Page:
After months of reorganizing, the Leimert Park Merchants Assn. elected new officers last week as part of an effort to stengthen a group that many business owners say has not operated cohesively in recent years.
Jimmy Dodson, owner of Banjo's Deli, was elected association president; Lorenzo Thomas, owner of Modern Concepts bath fixtures, was elected first vice president, and Kongo Square Gallery co-owner Jackie Ryan was elected second vice president.
Association members say they will try to involve as many merchants as possible in the group to better promote the village and raise a collective voice with politicians planning the area's future.
"We want to try and create a stronger business community," said Dodson, who has worked with other merchants since October to draft new association bylaws. "We want to try to make each business prosper a little more. We haven't done a sufficient job capitalizing on what's down here, what we have to offer."
Dodson and others said that the merchants association has operated on an ad-hoc basis for too long, holding meetings sporadically and not setting goals to improve the village.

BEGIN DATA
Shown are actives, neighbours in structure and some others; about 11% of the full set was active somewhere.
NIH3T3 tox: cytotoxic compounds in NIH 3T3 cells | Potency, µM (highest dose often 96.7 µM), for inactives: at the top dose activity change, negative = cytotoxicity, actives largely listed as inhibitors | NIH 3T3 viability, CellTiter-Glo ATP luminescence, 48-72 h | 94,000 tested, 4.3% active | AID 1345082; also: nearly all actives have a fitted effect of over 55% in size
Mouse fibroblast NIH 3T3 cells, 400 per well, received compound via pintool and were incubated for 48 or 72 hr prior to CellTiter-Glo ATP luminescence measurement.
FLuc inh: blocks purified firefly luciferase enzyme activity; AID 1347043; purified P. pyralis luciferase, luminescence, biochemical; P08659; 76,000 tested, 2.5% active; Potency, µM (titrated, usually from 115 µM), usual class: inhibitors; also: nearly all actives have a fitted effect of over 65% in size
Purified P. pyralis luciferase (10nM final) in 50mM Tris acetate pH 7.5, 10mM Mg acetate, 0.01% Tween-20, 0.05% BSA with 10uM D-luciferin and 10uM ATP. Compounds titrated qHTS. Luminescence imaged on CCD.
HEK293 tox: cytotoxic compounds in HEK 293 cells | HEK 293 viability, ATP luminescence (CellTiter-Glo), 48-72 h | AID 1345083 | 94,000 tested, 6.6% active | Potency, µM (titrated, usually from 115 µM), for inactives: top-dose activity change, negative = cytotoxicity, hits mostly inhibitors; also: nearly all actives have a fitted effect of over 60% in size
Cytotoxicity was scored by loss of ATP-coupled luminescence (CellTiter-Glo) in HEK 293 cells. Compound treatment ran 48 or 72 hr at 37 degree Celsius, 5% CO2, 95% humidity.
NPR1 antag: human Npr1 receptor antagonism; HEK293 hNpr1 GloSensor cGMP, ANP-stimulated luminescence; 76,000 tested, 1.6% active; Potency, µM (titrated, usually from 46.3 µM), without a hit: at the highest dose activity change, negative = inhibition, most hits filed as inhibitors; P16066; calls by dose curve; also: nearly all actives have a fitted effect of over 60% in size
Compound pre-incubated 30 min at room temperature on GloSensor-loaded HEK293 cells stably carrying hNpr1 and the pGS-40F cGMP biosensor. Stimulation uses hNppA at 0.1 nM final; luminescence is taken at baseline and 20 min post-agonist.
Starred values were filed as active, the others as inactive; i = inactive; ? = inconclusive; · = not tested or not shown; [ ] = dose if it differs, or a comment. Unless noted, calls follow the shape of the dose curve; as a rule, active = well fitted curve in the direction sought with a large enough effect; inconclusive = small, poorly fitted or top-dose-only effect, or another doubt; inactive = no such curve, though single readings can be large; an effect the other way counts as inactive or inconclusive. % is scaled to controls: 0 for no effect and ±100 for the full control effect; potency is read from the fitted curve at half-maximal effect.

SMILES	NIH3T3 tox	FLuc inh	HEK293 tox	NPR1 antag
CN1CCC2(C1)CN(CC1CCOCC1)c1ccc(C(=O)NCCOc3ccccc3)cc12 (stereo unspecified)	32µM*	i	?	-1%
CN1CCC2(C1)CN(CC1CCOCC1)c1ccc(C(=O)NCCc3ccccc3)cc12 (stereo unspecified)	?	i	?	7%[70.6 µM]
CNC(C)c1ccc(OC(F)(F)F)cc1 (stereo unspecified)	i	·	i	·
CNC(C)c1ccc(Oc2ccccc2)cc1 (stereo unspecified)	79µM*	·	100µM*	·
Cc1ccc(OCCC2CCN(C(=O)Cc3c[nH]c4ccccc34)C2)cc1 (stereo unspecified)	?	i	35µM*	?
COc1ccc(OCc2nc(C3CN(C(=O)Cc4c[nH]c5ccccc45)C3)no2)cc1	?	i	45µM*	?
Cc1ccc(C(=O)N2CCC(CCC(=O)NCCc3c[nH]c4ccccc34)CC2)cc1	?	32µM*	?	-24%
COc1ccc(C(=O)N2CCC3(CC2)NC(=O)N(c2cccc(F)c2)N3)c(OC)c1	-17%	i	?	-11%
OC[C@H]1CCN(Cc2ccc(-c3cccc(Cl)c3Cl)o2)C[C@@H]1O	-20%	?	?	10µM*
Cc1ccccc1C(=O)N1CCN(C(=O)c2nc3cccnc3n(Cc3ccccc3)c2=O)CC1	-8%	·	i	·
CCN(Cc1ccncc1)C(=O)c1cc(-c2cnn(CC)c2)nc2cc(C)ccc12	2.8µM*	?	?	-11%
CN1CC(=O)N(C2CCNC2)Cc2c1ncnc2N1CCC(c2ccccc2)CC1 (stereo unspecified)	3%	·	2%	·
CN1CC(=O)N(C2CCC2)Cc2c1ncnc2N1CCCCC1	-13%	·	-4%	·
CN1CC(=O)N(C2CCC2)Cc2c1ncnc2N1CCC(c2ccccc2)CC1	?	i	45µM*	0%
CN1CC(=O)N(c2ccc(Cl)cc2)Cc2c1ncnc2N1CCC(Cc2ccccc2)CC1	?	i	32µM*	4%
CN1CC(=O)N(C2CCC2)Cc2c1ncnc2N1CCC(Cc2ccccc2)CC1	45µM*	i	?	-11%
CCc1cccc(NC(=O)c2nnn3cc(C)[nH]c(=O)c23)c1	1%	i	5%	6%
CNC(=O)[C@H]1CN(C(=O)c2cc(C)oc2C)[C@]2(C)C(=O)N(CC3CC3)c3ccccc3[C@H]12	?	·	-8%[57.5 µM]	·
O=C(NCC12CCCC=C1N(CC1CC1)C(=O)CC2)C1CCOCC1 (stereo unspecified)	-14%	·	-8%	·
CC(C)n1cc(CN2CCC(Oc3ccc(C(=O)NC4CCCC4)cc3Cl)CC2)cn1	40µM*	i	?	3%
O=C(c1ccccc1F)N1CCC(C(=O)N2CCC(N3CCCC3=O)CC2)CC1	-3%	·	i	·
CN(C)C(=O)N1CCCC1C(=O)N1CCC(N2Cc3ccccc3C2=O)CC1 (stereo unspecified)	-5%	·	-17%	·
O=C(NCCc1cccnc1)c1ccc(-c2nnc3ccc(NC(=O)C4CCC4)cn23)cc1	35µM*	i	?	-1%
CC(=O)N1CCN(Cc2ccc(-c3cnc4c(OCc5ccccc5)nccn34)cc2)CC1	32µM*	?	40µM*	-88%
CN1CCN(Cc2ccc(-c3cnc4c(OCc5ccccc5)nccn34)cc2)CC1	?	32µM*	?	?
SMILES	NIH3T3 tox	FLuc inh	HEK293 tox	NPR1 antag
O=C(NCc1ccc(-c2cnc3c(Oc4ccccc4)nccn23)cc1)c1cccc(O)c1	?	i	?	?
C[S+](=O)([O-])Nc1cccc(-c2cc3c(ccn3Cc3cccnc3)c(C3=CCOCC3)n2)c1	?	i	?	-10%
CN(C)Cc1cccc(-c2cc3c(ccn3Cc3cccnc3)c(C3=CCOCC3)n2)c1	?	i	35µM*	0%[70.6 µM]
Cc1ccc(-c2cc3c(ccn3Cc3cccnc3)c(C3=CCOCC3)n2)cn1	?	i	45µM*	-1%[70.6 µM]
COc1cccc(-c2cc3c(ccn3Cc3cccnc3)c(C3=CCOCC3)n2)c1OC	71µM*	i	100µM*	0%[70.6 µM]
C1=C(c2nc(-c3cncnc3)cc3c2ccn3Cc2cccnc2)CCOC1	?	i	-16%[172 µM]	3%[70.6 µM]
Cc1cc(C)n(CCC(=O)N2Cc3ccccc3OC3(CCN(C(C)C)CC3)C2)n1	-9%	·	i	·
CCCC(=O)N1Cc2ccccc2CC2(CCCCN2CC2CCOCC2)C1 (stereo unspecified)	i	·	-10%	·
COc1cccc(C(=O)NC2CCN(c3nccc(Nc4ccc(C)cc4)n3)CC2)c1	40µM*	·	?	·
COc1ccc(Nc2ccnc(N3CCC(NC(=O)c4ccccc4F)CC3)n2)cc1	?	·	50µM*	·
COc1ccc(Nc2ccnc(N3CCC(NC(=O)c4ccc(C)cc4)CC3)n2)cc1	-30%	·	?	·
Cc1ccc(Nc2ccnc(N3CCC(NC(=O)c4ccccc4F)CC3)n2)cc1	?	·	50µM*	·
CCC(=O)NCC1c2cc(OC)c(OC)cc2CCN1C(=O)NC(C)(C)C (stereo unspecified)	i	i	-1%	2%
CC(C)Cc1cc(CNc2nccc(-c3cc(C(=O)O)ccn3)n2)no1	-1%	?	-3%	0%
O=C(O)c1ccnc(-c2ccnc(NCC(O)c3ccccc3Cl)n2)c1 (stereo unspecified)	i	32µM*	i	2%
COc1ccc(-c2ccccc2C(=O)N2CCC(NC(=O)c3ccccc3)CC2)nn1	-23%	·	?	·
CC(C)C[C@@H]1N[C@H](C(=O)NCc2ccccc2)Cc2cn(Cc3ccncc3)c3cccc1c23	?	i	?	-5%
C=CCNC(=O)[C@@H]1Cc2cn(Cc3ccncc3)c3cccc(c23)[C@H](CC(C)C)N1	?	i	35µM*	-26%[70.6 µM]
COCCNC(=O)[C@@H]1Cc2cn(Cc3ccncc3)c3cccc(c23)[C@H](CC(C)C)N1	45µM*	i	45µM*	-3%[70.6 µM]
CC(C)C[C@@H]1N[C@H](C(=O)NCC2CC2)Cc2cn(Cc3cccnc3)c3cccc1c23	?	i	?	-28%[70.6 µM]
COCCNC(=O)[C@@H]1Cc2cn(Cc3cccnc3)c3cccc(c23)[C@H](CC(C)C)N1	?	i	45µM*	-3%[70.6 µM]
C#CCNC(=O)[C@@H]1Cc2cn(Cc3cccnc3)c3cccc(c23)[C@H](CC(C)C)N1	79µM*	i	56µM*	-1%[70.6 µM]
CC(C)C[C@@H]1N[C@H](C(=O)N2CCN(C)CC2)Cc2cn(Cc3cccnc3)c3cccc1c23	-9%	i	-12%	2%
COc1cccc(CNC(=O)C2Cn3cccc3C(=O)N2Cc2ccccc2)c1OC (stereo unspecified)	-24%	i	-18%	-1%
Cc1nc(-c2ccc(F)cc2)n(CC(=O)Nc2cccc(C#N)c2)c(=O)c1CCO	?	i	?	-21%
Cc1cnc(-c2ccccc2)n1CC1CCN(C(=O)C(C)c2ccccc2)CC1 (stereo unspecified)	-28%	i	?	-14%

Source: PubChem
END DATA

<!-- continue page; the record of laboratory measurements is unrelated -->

The old association was composed largely of artists and gallery owners--who put Degnan Boulevard on the city's cultural map--and other merchants felt excluded, Dodson said.
Ryan, the only new officer to serve in the old association, said she hopes that will change.
"This association is for everyone, whatever their business," she said. "Our objective is to stay alive as an area, and have a voice."
The association, which now includes 27 of the area's roughly 80 merchants, will be recruiting members until May 31.
In the meantime, it is planning strategies to beautify Leimert Park and bring more attention to the area through advertising and special events.
Dodson said the association is working to bring the Cameroon World Cup soccer team, and the the Cameroonian delegation, to Leimert Park for an African-themed event next month.
Thomas said special events, better organization and aggressive promotion by merchants will increase business from residents of nearby Baldwin Hills, Windsor Hills and View Park.
"We have an image problem that we want to correct," he said. "We want world-class events here. People don't realize the vitality we've had here since the riots. We need to make that known."
Richard Fulton, owner of Fifth Street Dick's jazz coffeehouse, is one merchant who says he will probably not join.
"What they're doing is fine, but I really think the arts places should have a separate group," he said. "Their agendas, their concerns are a little different."